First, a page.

Hey hey! Lucky number 13!
This week is the Canadian Personal Finance Conference, which is basically Woodstock for bloggers and other assorted money nerds. I’ve gone a couple of times, and it’s a lot of fun. If you follow any of the attendees on Twitter, they’ve been live-tweeting the hell out of it. You know how the first rule of Crossfit is they have to talk incessantly about it? That’s also the first rule of any blogging conference.
I didn’t go for one simple reason. I just can’t afford the $113,000 price tag.
Yes, I know it doesn’t actually cost $113,000 to head to Toronto for a week. But it would cost me and Vanessa around $2,500 once you include the cost of flights, hotels, meals, dropping hundos at the club, etc. $2,500 invested over 40 at a 10% return turns into $113,148.
I want to have a $50 million net worth one day. Thus, I have to invest aggressively when I’m young. The time value of money when you’re just starting out is huge. If I look at what a seemingly small amount of money will be worth decades from now, it’s a real motivator to not spend it. $2,500 is a forgivable amount of money. It can be justified. $113k can’t be.
The good news about such conferences is they’re a business expense, and can be wrote off. That’s great, but people get writing off stuff all wrong. Say I write off $2,500 to save $1,000 in taxes, which is wildly optimistic. I’m still spending $1,500. If we had the same attitude about life as we have about tax write-offs, we’d all be as broke as North Korea.
Still, I’ll probably go next year. And would it kill them to locate the thing somewhere that isn’t 2,500 km away?
Links I liked
Here’s what I liked this week.
1. Let’s start things off with Don’t Quit Your Day Job, who delves into the world of occupational licensing. Is it a good thing your barber or gardener has a license, or is the practice inadvertently keeping poor people down? It’s a fascinating discussion.
PS — Congrats to PK, the main writer of DQYDJ, on the birth of his second daughter. Poor guy. Now his life is 100% more over.
2. Paul from Asset-Based Life has commented regularly here for months, and I’m ashamed to admit I never once checked out his blog. I’ve been missing out. His latest post points out how the simple act of being nice to people can result in a fantastic return on investment.
3. Here’s a story about an obscure casino in Saipan, a place so out of the way my spell check doesn’t think it actually exists. The owner is a Donald Trump protege, and the feds think he’s probably using the place to launder money.
Oh, and while we’re talking about how investing in weed is such a sure thing, keep in mind that I was talking about it almost four years ago. And I’m a moron.
5. Here’s a podcast interviewing Grant Cardone, who says he’s built up a real estate empire worth $350 million following a simple mantra he calls the 100x rule. Grant is pretty controversial, but I enjoyed the interview.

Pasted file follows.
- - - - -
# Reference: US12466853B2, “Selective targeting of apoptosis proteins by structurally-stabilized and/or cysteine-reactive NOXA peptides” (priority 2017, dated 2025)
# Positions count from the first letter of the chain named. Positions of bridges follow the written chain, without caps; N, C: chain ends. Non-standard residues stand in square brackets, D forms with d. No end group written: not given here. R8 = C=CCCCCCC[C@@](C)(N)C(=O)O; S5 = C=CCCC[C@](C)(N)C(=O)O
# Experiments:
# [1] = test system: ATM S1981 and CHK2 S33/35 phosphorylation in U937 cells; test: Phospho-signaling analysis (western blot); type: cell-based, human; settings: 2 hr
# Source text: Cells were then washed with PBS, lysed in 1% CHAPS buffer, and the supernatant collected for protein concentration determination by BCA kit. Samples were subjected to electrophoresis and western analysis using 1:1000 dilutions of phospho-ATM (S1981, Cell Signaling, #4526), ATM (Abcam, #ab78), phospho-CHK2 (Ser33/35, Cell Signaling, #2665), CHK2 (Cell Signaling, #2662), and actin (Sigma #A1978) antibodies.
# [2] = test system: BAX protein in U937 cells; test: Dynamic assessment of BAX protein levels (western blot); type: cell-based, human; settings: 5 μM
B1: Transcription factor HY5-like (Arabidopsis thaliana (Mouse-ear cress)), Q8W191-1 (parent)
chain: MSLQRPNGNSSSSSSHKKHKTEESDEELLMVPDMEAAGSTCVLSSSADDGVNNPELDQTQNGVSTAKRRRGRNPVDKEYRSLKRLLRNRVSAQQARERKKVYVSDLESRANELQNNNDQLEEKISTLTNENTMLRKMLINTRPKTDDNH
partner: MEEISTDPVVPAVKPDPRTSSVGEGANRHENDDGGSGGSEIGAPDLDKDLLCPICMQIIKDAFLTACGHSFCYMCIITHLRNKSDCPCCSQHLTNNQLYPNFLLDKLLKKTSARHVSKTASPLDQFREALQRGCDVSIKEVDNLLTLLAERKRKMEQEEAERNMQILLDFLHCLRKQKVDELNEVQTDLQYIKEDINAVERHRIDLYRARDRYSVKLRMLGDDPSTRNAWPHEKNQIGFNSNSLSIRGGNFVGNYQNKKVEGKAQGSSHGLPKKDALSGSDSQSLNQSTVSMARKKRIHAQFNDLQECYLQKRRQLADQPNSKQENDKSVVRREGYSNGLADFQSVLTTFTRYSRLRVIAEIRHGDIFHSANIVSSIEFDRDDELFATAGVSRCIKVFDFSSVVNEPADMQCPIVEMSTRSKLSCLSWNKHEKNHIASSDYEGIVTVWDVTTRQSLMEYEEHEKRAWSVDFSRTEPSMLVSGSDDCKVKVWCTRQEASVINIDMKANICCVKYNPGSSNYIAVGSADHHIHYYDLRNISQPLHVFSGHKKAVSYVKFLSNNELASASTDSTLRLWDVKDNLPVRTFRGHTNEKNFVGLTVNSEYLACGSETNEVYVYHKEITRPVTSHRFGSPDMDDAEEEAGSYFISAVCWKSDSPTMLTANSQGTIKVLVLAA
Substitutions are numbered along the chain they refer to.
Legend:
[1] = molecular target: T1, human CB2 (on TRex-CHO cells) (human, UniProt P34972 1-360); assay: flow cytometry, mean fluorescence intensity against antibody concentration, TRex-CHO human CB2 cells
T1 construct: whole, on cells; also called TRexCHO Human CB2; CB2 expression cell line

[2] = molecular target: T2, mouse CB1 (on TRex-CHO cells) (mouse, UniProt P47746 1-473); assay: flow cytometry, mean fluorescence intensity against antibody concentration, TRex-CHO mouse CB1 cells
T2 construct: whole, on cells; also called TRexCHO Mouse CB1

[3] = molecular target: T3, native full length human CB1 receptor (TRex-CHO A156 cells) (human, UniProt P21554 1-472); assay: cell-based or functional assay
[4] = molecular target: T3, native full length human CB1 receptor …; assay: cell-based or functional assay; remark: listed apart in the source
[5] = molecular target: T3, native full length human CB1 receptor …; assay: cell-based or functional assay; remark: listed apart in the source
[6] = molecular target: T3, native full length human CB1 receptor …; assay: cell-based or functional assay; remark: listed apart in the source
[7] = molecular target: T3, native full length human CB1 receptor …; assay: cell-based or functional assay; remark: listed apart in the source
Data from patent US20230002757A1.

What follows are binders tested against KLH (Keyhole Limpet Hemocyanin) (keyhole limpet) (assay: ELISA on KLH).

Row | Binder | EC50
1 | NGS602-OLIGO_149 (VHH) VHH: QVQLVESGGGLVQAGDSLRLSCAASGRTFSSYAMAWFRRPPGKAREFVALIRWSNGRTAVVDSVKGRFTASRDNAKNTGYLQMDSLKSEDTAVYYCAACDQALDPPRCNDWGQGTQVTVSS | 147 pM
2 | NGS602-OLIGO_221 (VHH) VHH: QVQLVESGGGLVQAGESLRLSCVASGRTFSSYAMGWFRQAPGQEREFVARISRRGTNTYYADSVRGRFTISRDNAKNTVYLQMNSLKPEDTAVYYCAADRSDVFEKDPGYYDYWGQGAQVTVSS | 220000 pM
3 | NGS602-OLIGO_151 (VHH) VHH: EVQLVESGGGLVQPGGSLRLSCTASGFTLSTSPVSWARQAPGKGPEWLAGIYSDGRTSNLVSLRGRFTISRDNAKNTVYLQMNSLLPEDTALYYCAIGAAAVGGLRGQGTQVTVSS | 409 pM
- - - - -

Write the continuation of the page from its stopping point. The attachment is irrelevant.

6. Boomer and Echo took a closer look at Tangerine’s dividend fund and liked what he saw.
7. Kapitalust uses the U.S. election as an example about confirmation bias, and how such a bias can impact your whole life. In other words, seek out information that doesn’t validate your already-held worldview. It’s better in the long run.
8. Holy Potato talks about the woes of getting insurance. The post is worth your time just for this quote alone:
“Insuring the ability to get insurance is taking things too far for me. That’s second-order insurance.”
I’ve never gotten how that argument actually sways people. Imagine buying an insurance policy for a two-year old to ensure they can get car insurance when they hit 16 or 18 or whatever. It’s insane.
9. Alpha Vulture has another attractive merger arbitrage situation, this time with two REITs that actually trade on major exchanges. If everything goes to plan, you’d be looking at a 13% return in just a few months.
10. And finally, here’s a story about Dryships, a stock that rose 2,100% in a few days, only to give most of it back when it announced a massive share issuance.
Stuff Nelson wrote
As a reminder, you can hire me to write for your blog, newspaper, or poorly-Xeroxed newsletter. Hit the ol’ contact me page to get the ball rolling.
1. Let’s start things off with Sustainable Personal Finance, where I wrote about 16(+!) ways you can earn passive income. Yes, even you.
2. Here’s a story about how I got started writing about personal finance over on the Lowest Rates blog.
3. And over at Motley Fool, I wrote about why investing in hated companies can make you a lot of money.
Tweet of the week
Oatmeal. Because, hey, who doesn’t like breakfast that looks like it’s already been eaten.
— Nelson! (@financialuproar) November 17, 2016
Have a good week, everybody.